Thursday, December 29, 2005

Old School Daze Part 2

And so we stand poised at the edge of 2006, 2005 still gripping our coat-tails but feeling its fingers beginning to lose hold as we strain towards our new friend...isn't it time to reflect on the year that was?

Of course it is. The year that was, in this case, was 1930, when I was just a wee bit of a thing in rural Massachussets. A country determinedly blind to the threat of Depression, a nation letting itself slip like a 40-something businessman who's two-decade marriage has gone to ruin. We danced those dark days - oh, how we danced. And, naturally, it was the dance of children, for I was entering my early teens and, as a wise songstress later put it, I was "not a girl, not yet a woman" (or a man). We called our dance The Flibbertigibbit, and it failed to make waves. But even now when I meet one of my old school chums (ever more rarely, I'm afraid), one or the other of us will inevitably launch into a spirited rendition of our untimely jig and we will both fall about laughing. To paraphrase Jesus: where two or more of us are gathered, The Flibbertigibbit will be there. It was a bit like The Running Man, now that I think of it.

Thoughts like these take me back to my old school photos, and I've dug up another one from these days in Crook Neck, Mass., USA. Ah, here 'tis.

I was absent this day, oddly enough. I think I had a bad case of quinsy that day, but it could equally have been a dose of scrumpox or Bronze John. I was a veritable treasure trove of archaic ailments, all once common but oddly lacking from contemporary medical dictionaries. In less than three years in my youth, I managed to suffer from trench mouth, La Grippe, grocer's itch, croup, bloody sweat, dock fever, dropsy of the brain and many good old bouts of the horrors.

Anyway, before you began prying into my private life in such a fashion, I was discussing my schoolmates. Let's have a closer look at some of the kids.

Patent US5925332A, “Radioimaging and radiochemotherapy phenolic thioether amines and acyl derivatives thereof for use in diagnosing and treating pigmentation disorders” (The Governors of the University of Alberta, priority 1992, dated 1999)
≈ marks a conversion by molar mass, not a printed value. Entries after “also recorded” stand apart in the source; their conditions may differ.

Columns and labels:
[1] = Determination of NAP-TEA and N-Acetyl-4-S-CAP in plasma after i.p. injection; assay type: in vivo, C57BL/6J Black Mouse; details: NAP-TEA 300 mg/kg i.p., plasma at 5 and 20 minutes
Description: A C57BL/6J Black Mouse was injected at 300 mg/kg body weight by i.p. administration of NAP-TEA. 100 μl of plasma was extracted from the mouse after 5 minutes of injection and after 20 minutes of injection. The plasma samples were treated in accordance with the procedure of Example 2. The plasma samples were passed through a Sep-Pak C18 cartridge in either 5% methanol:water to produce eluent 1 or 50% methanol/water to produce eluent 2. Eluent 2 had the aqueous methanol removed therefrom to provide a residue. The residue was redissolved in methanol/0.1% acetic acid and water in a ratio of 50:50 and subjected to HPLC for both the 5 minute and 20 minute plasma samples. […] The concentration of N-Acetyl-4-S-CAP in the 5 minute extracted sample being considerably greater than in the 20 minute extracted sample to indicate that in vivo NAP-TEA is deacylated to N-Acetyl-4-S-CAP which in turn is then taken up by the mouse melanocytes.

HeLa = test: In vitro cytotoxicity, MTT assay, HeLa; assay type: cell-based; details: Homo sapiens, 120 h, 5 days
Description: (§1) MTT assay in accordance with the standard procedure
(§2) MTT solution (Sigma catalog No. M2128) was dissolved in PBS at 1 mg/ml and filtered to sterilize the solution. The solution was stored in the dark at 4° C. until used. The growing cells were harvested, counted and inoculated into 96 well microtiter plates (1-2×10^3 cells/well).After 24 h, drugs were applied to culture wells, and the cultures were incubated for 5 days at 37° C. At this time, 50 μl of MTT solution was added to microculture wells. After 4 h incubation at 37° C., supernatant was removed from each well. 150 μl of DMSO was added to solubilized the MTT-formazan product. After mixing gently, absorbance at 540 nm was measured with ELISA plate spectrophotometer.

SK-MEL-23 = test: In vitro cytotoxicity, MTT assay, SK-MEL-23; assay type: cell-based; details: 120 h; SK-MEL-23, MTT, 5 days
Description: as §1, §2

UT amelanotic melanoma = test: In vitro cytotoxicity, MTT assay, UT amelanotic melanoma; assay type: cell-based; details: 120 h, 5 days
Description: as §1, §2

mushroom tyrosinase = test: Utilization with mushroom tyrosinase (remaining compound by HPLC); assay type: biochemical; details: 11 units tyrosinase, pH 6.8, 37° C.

Have you ever noticed how every class has at least one dirty kid? Kind of like Pigpen from Peanuts. He was always my favourite. Just living free. So this kid here was called Dirk, and we all knew him as Dirty Dirk for obvious reasons. Also because he often exposed himself to other children.

Ah, Jemima. Paler than most, on account of an anaemic disposition which was eventually to be the end of her, she also saw a wasting of the brain which had many side effects. You can see here the tea towel she always insisted be draped across her head at a jaunty angle. She insisted it would come into fashion but I don't think it ever took off.

Beatrice here was quite the character. She always insisted that she was in fact a well-known gossip columnist for the New York Times, and suffered the humiliation of our derision and scorn at these outrageous claims. But what do you know? It turns out that when this photo was taken, Betty was in fact 43 years old and one of the most talked-about writers at that esteemed publication. We never could understand what she was doing in our class, but suspect a kind of Fast Times at Ridgemont High undercover deal.

Hmm. Now this might seem a bit distasteful for modern audiences, but you have to understand that we did things differently then. Nowadays, with access to modern medical facilities and vaccines and so on, it's hard to remember what it was like in the grip of a depression with no such things as antibiotics, regular meals or even clean water. But we stuck together. So gasp if you will, but I think it was right that we included Eric in our school shot, even if he had been dead for seven weeks. I mean, we kept him in class that whole time. After all, his parents had paid his tuition in full.

This is our teacher, Mr Singh. In retrospect, I do question the wisdom of employing a twelve year old Indian boy as our teach, but he arrived with very good references which included time spent teaching at Princeton, Harvard and MIT. The teaching staff was limited, and they could use all the help they could get. Also, Mr Singh's teaching style was pretty much limited to throwing paper planes at us, taking our lunches and starting singalongs (with songs we never knew the words to).

Gretel may be confusing to you younger folk. You see, back in the day, it wasn't uncommon for actual fairy folk to sign up for class. In this case, Gretel was a bridge troll. I don't know what she ended up doing, but then I haven't been back to Crook Neck for some time.

Anyway, there you have it. My memories have begun to fade over the years, so I felt it might be worth putting these down for posterity. Carpe Diem, and all that ("seize the carp", I believe).


richardwatts said...

Dratted slippery things those carp - rather like the truth. ;-)

Clem said...

OMG update yr blog LOL kthxbye